Authors:P. Malliga, C. Alosious Gonsago, P. Sagayaraj, and A. Joseph Arul Pragasam
acid compounds such as l -argininium dinitrate [ 6 ], l -arginine hydrochloride [ 7 ], l -alanine acetate [ 8 ], and glycine sodium nitrate [ 9 ] have been reported. The amino acid l -alanine forms a number of complexes in coordination with
Authors:V. P. Korolev, O. A. Antonova, and N. L. Smirnova
series, namely: glycine, l -alanine, and l -proline. However, the solubility of proline in water is much higher than even glycine and its enthalpy of solution in water is exothermic unlike other amino acids. It was shown that in terms of heat capacity
Authors:Mieczysław Sajewicz, Dorota Kronenbach, Monika Gontarska, and Teresa Kowalska
In recent TLC and polarimetric studies we showed, for the first time, the tendency of profen drugs to undergo spontaneous oscillatory chiral inversion in vitro. Because profen drugs are chiral propionic acid derivatives, we sought other chiral compounds with similar chemical structures and hence a similar tendency to spontaneously change their steric configuration. We have previously demonstrated that l
-α-phenylalanine and l
-tyrosine also undergo oscillatory in-vitro chiral inversion. We also demonstrated the effect of temperature and mixing on the process, and proposed a detailed model of the oscillator, providing the basis for mechanistic understanding of the oscillatory chiral inversion of these compounds. In this study we focused our attention on l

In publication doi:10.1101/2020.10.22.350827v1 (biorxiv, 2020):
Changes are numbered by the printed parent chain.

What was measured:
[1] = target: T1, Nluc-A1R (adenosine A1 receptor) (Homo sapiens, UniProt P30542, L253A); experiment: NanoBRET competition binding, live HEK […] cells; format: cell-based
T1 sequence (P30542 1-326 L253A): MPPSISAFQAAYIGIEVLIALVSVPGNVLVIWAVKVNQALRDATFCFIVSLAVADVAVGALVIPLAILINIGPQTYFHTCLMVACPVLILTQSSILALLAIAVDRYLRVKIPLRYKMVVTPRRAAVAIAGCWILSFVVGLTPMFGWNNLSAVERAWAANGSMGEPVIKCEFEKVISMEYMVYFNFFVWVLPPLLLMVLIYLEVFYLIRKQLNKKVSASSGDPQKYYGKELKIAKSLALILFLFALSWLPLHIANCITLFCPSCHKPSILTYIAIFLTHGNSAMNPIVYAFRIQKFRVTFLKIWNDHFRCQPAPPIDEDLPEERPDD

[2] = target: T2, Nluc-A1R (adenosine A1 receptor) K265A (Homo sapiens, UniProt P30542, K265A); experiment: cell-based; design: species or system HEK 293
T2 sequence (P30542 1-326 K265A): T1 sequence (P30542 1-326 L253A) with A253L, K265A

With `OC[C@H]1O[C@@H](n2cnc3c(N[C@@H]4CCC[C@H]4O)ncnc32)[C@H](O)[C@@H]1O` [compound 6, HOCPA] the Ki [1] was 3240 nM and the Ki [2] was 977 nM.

-alanine, another amino acid with a chemical structure formally derived from propionic acid, and, again, by use of TLC and polarimetry, investigated the tendency of l
-alanine to undergo oscillatory in-vitro chiral inversion when dissolved in neutral, acidic, and basic solvents. We also studied the effect of temperature and sample mixing. It was confirmed that l
-alanine also undergoes chiral inversion. The dynamics of the process are specific to each compound.
Enthalpies and entropies of sublimation for N-acetylglycine amide (NAGA), N-acetyl-L-alanine amide (L-NAAA), and N-acetyl-D-leucine amide (D-NALA) were determined from the dependence of their vapour pressures on temperature, as measured by the torsion-effusion method.
Authors:Y. Li, Z. Yingyuan, L. Yonghui, J. Jing, and W. Xiaoqing
Biochemical reagent grade glycine, L-alanine, L-valine, L-serine, L-threonine, and L-proline were used after recrystallization from a water–methanol mixture and dried in vacuum desiccators until their weights
Authors:T. Tanaka, J. Magoshi, Y. Magoshi, B. Lotz, S.-I. Inoue, M. Kobayashi, H. Tsuda, M. Becker, Zh. Han, and Sh. Nakamura
The crystal structure, thermal properties and growth rates of spherulites of the Tussah silk fibroin, produced upon drying
of the silk taken directly from the lumen which is essentially a poly(L-alanine)polypeptide, are investigated. Depending on casting conditions, spherulites with either αhelical chain conformation
or β parallel sheet structure are produced. The growth rates display a strong positive temperature coefficient, with an apparent
transition, which however cannot be related with the formation of two different crystal structures at this stage.